The following was written by Christopher D. Kniesler, the Executive Director of NJ’s premier fiscal conservative think tank, Solutions for New Jersey, Inc. (www.solutionsfornewjersey.org). Given that one of the most important issues, Vouchers, came in front of our legistors in Trenton recently, I felt that Mr. Kniesler’s comments were important to the discussion on School Vouchers or the Opportunity Scholarship Act so I’m posting his op-ed on the subject in my column. I hope you find it informative and enlightening and I’d like to thank Mr. Kniesler for allowing me to use his material.
Two weeks ago, the Senate Budget and Appropriations Committee approved the Opportunity Scholarship Act. For those who are not fluent in New Jersey politically correctness, “Opportunity Scholarships” is a euphemism for “school vouchers.” School vouchers are the key component of the much larger issue of school choice, which encompasses much more than just charter schools.
Programs such as these opportunity scholarships have proven successful everywhere they are implemented. Studies indicate that these scholarships improve student test scores, produce better academic achievement, breakdown racial barriers, increase student civic responsibility and save state and local tax dollars. Opponents to vouchers point to a recent study that questions the effectiveness of charter schools in Milwaukee, but charters are only one component of the program. All statistics indicate that the Milwaukee Parental Choice Program (MPCP) has been successful. A survey of the MPCP indicated that between the years of 2002 and 2008, an additional 3,352 students graduated from high school and that voucher students graduated at a rate 18% higher than the regular public school students.
In fact, a case study of a similar program in the Milwaukee school system showed that the public schools that faced the most competition from these scholarships also showed dramatic academic improvement. In addition, Milwaukee saves over $25 million per year through the program. More important, the parents of the students who participate in these programs now have a positive view of their children’s education and teachers – and the students feel the same way.
Our neighbors across the Delaware River in Pennsylvania saved nearly $150 million between 2001 and 2007 through their Educational Improvement Tax Credit. The Commonwealth Foundation for Public Policy Alternatives estimates that, during the same time period, $1.5 billion in additional public school expenditures were avoided.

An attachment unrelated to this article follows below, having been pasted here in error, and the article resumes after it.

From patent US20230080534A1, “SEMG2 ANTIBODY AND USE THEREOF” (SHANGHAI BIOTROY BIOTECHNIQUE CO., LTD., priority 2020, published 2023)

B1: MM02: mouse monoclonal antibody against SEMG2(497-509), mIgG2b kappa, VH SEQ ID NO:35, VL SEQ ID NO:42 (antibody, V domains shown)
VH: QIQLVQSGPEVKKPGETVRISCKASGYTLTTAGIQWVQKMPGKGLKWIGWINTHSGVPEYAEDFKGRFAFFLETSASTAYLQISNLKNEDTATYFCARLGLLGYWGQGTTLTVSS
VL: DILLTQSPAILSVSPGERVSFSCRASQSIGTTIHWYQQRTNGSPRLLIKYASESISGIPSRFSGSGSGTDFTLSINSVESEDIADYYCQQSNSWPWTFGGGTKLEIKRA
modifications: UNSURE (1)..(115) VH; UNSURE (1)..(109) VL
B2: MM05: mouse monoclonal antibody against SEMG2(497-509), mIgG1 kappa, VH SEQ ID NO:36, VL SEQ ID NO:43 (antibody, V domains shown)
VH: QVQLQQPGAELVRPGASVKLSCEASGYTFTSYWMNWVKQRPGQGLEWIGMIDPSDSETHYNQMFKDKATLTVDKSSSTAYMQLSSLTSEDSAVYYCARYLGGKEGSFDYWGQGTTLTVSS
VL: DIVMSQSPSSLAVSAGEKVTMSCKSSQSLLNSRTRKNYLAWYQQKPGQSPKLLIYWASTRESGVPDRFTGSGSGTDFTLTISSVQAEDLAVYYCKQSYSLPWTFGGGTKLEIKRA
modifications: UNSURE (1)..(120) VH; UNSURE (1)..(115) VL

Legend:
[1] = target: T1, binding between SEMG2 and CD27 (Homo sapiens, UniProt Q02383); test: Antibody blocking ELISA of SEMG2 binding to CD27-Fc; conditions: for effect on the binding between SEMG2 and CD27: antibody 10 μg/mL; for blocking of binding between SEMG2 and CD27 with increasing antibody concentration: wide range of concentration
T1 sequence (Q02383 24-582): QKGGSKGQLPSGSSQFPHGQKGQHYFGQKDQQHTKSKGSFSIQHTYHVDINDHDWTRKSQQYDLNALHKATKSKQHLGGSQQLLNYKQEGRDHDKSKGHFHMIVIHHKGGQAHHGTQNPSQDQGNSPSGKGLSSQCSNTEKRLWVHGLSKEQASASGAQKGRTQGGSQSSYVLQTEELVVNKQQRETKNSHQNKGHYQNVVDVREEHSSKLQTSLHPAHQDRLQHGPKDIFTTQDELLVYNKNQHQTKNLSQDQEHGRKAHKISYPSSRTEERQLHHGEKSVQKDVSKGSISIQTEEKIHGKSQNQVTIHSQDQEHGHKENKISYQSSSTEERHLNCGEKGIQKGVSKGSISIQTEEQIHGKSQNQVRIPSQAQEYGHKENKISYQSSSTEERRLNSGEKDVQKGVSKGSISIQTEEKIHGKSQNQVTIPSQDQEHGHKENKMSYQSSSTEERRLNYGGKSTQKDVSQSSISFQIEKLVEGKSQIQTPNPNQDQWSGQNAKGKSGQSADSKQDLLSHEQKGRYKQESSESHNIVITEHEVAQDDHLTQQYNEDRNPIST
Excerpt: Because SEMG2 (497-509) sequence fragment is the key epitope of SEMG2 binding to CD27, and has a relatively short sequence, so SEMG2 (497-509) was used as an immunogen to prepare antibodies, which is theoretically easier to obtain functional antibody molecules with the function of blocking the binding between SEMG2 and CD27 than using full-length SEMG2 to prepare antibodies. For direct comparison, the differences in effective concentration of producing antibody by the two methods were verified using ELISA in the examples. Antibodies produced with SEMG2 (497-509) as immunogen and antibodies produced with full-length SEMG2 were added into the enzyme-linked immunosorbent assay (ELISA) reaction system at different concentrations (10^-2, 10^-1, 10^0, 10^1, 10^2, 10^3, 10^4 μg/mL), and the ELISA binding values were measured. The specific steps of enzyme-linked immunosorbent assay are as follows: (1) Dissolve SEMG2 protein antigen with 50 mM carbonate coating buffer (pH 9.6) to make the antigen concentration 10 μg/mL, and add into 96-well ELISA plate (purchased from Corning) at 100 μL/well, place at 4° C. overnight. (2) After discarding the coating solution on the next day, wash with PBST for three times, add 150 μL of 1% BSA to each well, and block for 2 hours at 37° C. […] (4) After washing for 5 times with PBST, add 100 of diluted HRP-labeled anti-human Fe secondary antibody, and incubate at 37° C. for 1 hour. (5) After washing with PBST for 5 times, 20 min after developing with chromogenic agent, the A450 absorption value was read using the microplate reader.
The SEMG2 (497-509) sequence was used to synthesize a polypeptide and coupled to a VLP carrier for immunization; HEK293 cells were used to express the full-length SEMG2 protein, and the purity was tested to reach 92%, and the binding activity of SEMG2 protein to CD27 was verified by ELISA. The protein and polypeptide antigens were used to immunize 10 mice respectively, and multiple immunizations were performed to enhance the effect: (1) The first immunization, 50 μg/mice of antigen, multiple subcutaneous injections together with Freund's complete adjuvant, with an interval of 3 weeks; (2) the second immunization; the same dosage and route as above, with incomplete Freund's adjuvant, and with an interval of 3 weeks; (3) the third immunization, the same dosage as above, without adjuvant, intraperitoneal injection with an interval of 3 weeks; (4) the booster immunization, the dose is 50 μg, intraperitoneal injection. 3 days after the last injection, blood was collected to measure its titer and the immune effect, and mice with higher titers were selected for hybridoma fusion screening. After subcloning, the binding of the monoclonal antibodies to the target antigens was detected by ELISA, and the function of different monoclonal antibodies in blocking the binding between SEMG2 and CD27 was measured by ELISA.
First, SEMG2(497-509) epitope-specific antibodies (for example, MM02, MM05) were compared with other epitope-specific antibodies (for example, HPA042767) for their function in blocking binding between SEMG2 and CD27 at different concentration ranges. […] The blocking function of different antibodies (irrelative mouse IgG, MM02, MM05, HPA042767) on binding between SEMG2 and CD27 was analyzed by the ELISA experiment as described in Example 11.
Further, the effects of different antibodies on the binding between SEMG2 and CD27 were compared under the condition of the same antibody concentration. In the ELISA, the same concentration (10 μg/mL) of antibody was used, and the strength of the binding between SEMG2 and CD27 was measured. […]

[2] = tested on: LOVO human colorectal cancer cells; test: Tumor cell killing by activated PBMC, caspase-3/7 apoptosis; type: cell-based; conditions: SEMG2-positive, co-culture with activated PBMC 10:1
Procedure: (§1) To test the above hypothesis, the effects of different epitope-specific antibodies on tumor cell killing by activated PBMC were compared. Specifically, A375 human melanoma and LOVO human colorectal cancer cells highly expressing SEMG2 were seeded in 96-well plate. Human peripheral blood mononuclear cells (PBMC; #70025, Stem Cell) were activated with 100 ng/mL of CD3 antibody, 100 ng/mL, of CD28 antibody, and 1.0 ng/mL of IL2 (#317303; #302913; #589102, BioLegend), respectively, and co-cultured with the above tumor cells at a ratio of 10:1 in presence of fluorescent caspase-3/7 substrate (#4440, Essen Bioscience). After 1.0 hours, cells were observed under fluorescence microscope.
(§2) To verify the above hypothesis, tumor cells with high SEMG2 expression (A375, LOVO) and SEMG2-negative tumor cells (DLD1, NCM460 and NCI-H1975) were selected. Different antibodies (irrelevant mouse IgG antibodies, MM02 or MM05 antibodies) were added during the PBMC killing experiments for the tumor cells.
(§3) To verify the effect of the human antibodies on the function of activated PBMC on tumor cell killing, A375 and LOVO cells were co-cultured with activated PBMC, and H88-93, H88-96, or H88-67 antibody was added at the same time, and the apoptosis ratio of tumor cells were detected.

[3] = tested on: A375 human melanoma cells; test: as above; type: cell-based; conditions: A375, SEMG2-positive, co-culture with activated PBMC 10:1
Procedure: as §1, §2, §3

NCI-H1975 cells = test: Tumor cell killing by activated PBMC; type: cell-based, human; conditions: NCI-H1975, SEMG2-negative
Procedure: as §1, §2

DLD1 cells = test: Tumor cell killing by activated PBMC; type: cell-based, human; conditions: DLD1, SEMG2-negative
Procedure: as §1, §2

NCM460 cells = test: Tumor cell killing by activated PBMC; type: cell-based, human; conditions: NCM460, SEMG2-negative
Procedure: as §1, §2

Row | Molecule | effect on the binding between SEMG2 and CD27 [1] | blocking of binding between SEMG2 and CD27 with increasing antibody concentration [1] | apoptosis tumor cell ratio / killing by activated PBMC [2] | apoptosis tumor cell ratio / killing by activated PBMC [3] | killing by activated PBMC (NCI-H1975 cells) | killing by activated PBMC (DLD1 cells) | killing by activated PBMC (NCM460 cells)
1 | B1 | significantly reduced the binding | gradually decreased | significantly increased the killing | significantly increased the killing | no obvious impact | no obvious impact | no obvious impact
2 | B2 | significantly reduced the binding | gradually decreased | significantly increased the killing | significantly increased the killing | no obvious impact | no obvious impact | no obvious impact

As with any initiative, there are many hurdles, organized opposition and naysayers. New Jersey officials should look to the 11 states that have implemented such programs to avoid their pitfalls and setbacks. New Jersey should ignore the false claims and misinformation from the opposition and move forward. The facts are indisputable – opportunity scholarships improve public schools and no study has ever found that they make public schools worse.
The plan under consideration is a timid attempt at best, particularly because there are working models in place. If New Jersey was really serious about education reform, the pilot program must be reduced from 5 years to 3 years. New Jersey already lags behind states like Pennsylvania and Florida in public school reform. In 2010, the American Legislative Exchange Council’s annual Report Card on American Education gave New Jersey a “C” for its educational reform efforts. We cannot allow ourselves for fall farther behind.
Second, the pilot program should include a wider scope of students and schools – particularly students who fall within the Individuals with Disabilities Education Act (IDEA.) If the scope of the program is too narrow, the results will be too narrow. To achieve great results, the program must be bold and aggressive.
While New Jersey has stood on the sidelines, other states have made great strides in providing school choice. States have even expanded the choice concept to include choice within the school, cyber-learning, home schooling techniques and alternatives to traditional classrooms. We must get into the game before we waste anymore taxpayer dollars and childrens’ futures.
– Christopher D. Kniesler
– Executive Director
– Solutions for New Jersey